United States v. Estate of Grace

PETITIONER: United States
RESPONDENT: Estate of Grace
LOCATION: Ohio General Assembly

DECIDED BY: Warren Court (1969)

CITATION: 395 US 316 (1969)
ARGUED: Apr 22, 1969
DECIDED: Jun 02, 1969

Facts of the case


Media for United States v. Estate of Grace

Audio Transcription for Oral Argument - April 22, 1969 in United States v. Estate of Grace

Earl Warren:

This case is number 574, United States versus the Estate of Joseph P. Grace, deceased, et al.

Mr. Solicitor General.

Erwin N. Griswold:

Mr. Chief Justice and may it please Court.

This is an estate tax case which comes here from the Court of Claims.

Now, before starting to discuss the merits of the case, I would point out that the respondent has raised a question of jurisdiction of the Court.

It is discussed in the reply memorandum which we filed in connection with our petition for certiorari and I want to discuss it now very briefly only to make a claim that I do not think that there is appropriately a jurisdictional question here.

It starts out I think -- the way it starts out can best be seen by looking first at page 123 of the record where the Court of Claims on April 19, -- April 18 said upon the foregoing findings of facts which are made a part of the judgment herein, the Court concludes as a matter of law that the plaintiffs are entitled to recover and judgment is entered to that effect.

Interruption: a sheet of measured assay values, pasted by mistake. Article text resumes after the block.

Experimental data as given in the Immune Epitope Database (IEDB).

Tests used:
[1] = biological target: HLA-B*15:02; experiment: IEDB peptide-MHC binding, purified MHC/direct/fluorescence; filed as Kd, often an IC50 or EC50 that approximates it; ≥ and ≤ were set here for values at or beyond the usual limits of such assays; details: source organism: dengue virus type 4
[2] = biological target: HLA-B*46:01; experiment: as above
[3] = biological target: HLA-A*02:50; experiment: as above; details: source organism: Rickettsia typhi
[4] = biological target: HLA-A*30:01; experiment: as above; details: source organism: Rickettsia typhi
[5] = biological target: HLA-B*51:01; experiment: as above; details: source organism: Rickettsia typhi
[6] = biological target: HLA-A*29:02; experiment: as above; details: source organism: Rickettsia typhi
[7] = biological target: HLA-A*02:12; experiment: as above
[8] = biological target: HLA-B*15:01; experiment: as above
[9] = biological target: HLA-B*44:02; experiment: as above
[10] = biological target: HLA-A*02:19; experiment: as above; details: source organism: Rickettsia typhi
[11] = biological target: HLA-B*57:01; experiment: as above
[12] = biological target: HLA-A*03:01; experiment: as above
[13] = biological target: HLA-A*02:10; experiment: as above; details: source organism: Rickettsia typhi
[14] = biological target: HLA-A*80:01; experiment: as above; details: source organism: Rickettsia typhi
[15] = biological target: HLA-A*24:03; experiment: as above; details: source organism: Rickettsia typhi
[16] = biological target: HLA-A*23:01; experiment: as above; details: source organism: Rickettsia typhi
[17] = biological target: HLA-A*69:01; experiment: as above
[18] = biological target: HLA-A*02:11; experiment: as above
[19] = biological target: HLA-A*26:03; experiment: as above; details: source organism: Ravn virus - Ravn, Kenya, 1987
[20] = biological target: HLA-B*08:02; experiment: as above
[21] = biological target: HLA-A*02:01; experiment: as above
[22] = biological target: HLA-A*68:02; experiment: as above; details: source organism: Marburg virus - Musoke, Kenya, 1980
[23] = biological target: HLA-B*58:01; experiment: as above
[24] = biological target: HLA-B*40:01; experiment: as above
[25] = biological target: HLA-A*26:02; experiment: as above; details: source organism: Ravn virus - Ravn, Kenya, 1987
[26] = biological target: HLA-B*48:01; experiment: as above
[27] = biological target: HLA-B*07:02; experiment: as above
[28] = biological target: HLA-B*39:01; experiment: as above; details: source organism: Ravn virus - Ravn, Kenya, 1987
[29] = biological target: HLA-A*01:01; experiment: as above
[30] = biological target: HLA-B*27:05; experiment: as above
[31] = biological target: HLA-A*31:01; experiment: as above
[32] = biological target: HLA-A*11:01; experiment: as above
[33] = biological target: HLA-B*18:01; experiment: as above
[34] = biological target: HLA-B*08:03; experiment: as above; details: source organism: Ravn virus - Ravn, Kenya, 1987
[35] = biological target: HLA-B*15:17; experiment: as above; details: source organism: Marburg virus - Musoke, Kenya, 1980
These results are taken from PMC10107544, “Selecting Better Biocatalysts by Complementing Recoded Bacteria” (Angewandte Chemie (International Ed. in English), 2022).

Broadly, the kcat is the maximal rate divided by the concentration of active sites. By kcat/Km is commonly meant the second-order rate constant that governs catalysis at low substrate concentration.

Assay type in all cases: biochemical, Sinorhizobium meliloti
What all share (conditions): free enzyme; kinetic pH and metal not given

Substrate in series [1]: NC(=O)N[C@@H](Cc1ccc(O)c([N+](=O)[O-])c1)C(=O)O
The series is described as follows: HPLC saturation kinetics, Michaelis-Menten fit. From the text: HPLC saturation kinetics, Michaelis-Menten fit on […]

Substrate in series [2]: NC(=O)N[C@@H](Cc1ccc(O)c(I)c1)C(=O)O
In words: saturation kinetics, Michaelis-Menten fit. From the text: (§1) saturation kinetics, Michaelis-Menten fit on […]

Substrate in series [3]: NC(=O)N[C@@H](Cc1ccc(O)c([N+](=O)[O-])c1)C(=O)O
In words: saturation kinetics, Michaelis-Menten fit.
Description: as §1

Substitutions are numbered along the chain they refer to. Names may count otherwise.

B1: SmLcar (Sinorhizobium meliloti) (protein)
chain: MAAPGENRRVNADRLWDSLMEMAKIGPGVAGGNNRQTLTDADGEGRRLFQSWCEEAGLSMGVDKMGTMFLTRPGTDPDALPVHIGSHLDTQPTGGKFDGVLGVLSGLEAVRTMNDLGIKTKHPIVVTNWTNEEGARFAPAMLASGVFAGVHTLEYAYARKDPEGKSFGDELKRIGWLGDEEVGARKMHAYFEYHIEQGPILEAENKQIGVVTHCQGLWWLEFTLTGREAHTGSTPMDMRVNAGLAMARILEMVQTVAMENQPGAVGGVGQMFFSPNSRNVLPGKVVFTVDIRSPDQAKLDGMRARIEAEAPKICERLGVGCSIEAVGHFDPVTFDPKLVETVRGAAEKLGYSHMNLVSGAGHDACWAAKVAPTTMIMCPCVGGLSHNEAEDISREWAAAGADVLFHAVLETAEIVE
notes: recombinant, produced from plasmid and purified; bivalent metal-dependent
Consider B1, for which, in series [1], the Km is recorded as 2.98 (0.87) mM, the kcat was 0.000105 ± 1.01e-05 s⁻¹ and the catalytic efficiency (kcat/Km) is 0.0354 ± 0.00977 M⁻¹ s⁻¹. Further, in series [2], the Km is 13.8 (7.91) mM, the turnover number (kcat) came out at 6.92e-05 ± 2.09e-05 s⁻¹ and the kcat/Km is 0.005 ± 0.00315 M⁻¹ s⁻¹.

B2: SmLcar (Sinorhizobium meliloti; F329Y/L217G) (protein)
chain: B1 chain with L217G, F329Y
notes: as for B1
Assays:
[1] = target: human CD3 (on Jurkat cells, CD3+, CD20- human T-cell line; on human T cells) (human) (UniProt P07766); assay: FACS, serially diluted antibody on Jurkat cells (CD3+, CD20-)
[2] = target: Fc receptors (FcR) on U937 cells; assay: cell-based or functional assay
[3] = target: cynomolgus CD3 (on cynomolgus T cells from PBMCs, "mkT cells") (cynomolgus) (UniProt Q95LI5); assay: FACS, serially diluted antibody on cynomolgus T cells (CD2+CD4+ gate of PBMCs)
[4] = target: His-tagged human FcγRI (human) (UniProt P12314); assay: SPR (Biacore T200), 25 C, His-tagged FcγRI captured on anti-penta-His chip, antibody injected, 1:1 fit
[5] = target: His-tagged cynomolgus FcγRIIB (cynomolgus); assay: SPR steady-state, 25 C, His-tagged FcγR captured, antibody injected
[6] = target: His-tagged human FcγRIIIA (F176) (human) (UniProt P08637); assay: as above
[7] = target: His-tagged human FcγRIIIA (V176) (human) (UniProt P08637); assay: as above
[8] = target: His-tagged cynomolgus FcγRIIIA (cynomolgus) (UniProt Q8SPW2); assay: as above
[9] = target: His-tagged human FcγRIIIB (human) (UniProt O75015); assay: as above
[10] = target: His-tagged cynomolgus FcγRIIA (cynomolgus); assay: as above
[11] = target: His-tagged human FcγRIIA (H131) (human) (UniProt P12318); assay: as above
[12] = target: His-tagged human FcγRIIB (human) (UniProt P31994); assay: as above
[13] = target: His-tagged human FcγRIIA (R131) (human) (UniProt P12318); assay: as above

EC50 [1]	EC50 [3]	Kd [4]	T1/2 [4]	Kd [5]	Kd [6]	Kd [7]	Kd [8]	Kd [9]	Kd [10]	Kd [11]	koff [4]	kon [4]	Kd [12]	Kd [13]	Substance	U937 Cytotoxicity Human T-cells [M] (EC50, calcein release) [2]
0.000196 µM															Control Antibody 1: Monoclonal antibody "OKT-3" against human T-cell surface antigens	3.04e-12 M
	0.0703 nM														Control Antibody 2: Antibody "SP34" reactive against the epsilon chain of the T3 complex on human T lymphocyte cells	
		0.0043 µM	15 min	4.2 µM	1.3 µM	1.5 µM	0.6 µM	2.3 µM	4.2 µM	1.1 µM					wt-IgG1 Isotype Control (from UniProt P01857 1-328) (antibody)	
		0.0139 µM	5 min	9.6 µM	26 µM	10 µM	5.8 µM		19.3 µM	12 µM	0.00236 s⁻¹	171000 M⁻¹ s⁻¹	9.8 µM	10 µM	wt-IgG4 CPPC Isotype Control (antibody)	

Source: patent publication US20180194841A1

The amount of recovery, will be determined pursuant to Rule 47 (c) and I would also point out that there is on page 2 of the record a pasted in correction of the record because the respondents felt that the record is it had been submitted was not accurate and that shows April 19 judgment for plaintiff with the amount of recovery to be determined by further proceedings.

And then there was a stipulation and the final order of the Court appears at page 125 of the record.

It is therefore ordered that judgment be and the same is entered for the plaintiffs in the sum of $419,221.05 together with interest thereon from July 14, 1954 as provided by law and that was entered on June 28th.